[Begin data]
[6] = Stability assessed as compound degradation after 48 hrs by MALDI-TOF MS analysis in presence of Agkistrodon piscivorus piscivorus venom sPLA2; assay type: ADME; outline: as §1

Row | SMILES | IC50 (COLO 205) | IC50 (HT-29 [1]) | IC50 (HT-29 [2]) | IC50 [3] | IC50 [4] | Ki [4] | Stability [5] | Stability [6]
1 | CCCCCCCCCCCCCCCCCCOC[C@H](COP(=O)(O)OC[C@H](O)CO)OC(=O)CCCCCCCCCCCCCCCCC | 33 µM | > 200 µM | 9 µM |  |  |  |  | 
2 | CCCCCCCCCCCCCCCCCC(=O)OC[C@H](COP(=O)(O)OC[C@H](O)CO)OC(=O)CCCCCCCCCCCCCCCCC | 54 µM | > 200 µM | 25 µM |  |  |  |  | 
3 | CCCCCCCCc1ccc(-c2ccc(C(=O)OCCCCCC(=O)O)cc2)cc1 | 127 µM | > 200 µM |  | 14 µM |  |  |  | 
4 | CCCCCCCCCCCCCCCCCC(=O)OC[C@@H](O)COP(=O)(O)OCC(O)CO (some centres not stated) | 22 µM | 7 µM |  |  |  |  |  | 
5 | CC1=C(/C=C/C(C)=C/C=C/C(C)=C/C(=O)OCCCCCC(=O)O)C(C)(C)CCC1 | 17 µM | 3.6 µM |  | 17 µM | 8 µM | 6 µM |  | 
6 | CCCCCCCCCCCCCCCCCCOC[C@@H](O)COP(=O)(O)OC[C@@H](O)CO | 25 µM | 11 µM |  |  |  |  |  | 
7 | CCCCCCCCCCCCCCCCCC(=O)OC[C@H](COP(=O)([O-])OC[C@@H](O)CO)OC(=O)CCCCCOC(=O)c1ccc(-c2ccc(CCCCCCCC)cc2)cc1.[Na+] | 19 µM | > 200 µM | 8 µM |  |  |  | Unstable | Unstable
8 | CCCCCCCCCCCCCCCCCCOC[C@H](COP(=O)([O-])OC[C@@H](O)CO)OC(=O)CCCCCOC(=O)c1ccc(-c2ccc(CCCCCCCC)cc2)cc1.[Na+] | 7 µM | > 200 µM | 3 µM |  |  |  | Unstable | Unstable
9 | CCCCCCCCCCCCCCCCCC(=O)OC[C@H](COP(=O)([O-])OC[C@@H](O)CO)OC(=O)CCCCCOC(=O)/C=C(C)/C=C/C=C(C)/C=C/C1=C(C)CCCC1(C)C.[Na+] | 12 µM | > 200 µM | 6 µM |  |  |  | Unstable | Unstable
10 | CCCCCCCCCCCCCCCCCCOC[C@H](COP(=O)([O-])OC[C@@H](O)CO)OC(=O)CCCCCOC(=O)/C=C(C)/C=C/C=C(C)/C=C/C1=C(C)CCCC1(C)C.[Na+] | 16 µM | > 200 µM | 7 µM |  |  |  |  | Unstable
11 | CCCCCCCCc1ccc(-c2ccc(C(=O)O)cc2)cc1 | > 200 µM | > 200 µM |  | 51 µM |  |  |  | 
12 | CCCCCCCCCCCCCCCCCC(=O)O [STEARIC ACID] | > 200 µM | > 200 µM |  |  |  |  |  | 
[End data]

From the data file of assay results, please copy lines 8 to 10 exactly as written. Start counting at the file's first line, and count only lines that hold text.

6 | CCCCCCCCCCCCCCCCCCOC[C@@H](O)COP(=O)(O)OC[C@@H](O)CO | 25 µM | 11 µM |  |  |  |  |  | 
7 | CCCCCCCCCCCCCCCCCC(=O)OC[C@H](COP(=O)([O-])OC[C@@H](O)CO)OC(=O)CCCCCOC(=O)c1ccc(-c2ccc(CCCCCCCC)cc2)cc1.[Na+] | 19 µM | > 200 µM | 8 µM |  |  |  | Unstable | Unstable
8 | CCCCCCCCCCCCCCCCCCOC[C@H](COP(=O)([O-])OC[C@@H](O)CO)OC(=O)CCCCCOC(=O)c1ccc(-c2ccc(CCCCCCCC)cc2)cc1.[Na+] | 7 µM | > 200 µM | 3 µM |  |  |  | Unstable | Unstable